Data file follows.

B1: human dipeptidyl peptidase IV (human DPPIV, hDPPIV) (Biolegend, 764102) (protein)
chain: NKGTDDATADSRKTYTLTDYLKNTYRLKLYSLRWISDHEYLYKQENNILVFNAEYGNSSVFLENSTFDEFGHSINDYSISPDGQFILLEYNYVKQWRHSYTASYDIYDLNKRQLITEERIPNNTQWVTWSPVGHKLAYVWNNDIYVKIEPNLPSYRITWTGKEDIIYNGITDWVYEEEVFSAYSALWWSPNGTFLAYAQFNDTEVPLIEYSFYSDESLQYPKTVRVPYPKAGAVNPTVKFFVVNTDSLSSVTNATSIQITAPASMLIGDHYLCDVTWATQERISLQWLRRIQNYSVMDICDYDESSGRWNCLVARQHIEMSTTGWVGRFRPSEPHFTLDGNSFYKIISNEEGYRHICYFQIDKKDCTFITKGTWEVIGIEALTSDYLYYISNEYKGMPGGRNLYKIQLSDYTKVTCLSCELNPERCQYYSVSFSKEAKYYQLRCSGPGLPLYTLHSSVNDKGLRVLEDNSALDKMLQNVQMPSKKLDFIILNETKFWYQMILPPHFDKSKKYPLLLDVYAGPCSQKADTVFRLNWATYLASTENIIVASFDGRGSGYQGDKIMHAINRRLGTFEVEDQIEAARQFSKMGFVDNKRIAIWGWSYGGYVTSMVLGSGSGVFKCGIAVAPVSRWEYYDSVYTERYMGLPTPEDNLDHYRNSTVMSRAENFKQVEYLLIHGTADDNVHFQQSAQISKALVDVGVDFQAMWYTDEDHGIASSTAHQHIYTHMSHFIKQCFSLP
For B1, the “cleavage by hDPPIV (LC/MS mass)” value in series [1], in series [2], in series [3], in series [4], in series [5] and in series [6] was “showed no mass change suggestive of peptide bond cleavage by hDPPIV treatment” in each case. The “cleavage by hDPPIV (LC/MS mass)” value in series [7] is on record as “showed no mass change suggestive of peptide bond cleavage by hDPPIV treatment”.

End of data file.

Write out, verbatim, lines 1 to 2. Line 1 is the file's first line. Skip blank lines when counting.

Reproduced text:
B1: human dipeptidyl peptidase IV (human DPPIV, hDPPIV) (Biolegend, 764102) (protein)
chain: NKGTDDATADSRKTYTLTDYLKNTYRLKLYSLRWISDHEYLYKQENNILVFNAEYGNSSVFLENSTFDEFGHSINDYSISPDGQFILLEYNYVKQWRHSYTASYDIYDLNKRQLITEERIPNNTQWVTWSPVGHKLAYVWNNDIYVKIEPNLPSYRITWTGKEDIIYNGITDWVYEEEVFSAYSALWWSPNGTFLAYAQFNDTEVPLIEYSFYSDESLQYPKTVRVPYPKAGAVNPTVKFFVVNTDSLSSVTNATSIQITAPASMLIGDHYLCDVTWATQERISLQWLRRIQNYSVMDICDYDESSGRWNCLVARQHIEMSTTGWVGRFRPSEPHFTLDGNSFYKIISNEEGYRHICYFQIDKKDCTFITKGTWEVIGIEALTSDYLYYISNEYKGMPGGRNLYKIQLSDYTKVTCLSCELNPERCQYYSVSFSKEAKYYQLRCSGPGLPLYTLHSSVNDKGLRVLEDNSALDKMLQNVQMPSKKLDFIILNETKFWYQMILPPHFDKSKKYPLLLDVYAGPCSQKADTVFRLNWATYLASTENIIVASFDGRGSGYQGDKIMHAINRRLGTFEVEDQIEAARQFSKMGFVDNKRIAIWGWSYGGYVTSMVLGSGSGVFKCGIAVAPVSRWEYYDSVYTERYMGLPTPEDNLDHYRNSTVMSRAENFKQVEYLLIHGTADDNVHFQQSAQISKALVDVGVDFQAMWYTDEDHGIASSTAHQHIYTHMSHFIKQCFSLP